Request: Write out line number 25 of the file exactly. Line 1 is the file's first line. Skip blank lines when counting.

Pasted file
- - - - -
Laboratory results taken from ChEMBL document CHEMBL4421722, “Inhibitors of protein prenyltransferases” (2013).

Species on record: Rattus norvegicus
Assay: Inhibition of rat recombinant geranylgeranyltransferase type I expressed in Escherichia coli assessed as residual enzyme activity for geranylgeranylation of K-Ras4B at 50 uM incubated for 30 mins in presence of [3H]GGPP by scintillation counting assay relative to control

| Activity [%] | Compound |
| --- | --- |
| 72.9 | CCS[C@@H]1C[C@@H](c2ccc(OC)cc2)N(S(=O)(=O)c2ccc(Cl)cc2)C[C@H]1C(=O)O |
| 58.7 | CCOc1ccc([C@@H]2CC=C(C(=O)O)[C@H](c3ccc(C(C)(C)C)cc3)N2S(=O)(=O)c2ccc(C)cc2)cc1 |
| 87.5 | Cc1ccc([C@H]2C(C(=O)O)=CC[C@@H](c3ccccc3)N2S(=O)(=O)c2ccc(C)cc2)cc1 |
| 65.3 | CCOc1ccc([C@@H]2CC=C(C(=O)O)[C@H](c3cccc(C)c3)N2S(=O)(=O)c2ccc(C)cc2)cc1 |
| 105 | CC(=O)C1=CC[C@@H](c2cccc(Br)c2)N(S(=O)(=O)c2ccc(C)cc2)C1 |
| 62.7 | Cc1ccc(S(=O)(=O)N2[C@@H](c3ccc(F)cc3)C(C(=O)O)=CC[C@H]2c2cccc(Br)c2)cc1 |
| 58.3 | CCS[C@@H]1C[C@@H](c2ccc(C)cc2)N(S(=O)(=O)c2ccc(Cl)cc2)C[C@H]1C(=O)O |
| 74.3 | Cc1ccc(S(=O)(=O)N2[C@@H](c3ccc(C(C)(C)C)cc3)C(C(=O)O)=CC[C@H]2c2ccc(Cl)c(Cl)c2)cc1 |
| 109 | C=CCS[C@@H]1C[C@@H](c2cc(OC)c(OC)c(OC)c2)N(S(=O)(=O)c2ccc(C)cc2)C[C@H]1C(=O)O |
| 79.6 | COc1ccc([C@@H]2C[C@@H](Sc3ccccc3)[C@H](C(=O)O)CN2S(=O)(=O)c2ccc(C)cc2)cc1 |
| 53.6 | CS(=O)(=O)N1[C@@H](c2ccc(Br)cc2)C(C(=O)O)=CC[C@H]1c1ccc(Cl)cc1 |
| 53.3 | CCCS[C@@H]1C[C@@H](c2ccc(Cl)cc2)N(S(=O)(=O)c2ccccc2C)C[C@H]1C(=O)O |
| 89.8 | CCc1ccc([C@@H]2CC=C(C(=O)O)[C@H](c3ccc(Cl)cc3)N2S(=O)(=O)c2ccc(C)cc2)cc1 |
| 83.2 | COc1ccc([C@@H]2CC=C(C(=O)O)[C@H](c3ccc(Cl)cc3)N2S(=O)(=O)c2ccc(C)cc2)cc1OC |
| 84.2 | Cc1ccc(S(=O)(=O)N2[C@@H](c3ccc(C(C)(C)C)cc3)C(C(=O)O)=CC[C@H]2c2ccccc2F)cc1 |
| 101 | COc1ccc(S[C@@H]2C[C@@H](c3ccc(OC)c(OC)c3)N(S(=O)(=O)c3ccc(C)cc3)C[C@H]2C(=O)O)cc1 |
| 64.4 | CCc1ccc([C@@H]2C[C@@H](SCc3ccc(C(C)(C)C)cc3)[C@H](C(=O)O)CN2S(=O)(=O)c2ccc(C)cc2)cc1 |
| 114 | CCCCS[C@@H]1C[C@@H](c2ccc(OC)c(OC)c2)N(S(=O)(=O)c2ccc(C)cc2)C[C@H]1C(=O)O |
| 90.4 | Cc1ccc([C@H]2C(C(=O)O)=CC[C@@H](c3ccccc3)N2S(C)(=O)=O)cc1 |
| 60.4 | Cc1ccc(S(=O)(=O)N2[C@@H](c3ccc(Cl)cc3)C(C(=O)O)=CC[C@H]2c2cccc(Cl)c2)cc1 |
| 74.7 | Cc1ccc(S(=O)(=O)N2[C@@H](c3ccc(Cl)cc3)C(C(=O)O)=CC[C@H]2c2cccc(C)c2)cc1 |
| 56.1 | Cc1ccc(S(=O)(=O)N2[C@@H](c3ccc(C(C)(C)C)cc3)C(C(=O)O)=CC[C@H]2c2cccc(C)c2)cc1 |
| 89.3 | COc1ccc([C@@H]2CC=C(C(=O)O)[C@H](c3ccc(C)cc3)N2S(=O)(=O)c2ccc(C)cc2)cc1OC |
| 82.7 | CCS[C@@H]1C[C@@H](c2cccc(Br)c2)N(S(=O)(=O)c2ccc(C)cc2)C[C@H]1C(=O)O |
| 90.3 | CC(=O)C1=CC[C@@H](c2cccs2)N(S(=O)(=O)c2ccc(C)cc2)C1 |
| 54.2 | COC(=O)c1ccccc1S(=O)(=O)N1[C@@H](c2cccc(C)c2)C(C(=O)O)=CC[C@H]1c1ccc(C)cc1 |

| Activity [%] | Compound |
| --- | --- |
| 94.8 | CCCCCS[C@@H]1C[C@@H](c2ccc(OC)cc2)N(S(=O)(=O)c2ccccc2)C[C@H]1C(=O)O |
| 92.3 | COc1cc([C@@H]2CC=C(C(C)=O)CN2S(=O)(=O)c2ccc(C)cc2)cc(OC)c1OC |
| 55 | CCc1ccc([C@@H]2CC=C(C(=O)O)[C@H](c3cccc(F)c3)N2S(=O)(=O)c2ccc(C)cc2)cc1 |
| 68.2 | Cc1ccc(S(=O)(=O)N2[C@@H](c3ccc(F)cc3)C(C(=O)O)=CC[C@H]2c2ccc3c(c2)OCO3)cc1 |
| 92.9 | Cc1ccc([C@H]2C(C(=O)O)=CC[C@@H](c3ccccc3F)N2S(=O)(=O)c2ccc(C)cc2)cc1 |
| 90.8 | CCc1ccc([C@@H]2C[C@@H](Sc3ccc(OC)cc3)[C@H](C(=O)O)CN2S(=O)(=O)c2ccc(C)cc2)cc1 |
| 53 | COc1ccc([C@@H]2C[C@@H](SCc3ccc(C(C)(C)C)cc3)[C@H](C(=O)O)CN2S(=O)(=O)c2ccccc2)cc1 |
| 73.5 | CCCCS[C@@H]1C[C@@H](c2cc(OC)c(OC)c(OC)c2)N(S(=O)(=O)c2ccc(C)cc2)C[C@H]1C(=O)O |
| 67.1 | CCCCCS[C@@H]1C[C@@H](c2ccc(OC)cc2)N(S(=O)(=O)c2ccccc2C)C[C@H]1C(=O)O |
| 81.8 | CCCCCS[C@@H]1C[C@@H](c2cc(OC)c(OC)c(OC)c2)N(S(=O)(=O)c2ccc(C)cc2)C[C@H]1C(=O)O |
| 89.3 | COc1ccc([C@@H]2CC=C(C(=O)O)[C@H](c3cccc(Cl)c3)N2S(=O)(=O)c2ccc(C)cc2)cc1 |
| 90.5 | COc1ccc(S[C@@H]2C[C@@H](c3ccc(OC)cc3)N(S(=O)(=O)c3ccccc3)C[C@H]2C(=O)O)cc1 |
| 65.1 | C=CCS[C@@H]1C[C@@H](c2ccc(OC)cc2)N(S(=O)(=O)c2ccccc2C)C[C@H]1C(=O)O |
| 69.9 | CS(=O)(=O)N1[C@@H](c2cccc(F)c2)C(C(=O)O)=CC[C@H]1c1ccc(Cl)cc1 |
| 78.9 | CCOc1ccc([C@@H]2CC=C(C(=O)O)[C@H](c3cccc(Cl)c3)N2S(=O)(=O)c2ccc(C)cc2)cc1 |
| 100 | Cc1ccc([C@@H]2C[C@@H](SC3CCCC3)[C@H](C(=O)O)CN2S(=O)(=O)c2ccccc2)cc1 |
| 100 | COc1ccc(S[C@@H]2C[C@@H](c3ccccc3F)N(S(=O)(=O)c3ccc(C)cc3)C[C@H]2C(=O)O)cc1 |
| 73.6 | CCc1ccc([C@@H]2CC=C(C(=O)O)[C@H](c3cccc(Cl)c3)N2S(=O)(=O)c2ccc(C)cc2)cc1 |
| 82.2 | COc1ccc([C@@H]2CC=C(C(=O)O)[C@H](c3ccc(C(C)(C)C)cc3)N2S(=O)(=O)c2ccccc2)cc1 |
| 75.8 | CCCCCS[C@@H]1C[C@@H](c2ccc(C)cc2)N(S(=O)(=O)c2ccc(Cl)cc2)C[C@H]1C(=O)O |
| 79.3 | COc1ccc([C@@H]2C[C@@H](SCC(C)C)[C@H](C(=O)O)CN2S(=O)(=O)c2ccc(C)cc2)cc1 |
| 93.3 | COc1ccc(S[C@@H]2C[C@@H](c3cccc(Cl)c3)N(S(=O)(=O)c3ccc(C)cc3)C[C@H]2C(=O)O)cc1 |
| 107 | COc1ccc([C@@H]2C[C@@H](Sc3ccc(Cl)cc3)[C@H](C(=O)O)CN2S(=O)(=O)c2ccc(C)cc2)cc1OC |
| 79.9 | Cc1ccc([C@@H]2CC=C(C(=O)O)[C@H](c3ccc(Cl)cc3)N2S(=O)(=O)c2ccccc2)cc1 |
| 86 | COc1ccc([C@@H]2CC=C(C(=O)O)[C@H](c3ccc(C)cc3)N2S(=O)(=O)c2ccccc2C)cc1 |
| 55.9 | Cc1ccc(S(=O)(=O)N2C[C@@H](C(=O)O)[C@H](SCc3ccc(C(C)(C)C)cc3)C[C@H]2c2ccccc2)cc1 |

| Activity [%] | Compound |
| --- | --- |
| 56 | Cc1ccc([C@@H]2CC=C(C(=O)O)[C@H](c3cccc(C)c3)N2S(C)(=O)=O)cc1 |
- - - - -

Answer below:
| 60.4 | Cc1ccc(S(=O)(=O)N2[C@@H](c3ccc(Cl)cc3)C(C(=O)O)=CC[C@H]2c2cccc(Cl)c2)cc1 |